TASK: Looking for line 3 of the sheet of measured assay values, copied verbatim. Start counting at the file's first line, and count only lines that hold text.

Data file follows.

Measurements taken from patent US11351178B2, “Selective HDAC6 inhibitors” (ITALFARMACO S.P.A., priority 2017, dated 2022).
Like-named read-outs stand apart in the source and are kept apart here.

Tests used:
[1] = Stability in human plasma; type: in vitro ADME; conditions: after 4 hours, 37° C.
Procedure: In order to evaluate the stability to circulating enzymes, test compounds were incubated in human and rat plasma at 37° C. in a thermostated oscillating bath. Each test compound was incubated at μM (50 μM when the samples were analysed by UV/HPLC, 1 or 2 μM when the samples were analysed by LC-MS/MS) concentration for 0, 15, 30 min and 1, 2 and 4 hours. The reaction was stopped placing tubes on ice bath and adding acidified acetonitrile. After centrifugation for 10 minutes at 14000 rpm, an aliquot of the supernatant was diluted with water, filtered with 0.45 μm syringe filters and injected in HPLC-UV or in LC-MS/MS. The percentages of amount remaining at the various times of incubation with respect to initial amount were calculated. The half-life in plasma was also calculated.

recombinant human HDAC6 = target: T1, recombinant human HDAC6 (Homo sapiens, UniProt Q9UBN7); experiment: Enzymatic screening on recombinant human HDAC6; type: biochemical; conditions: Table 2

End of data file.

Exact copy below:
Tests used: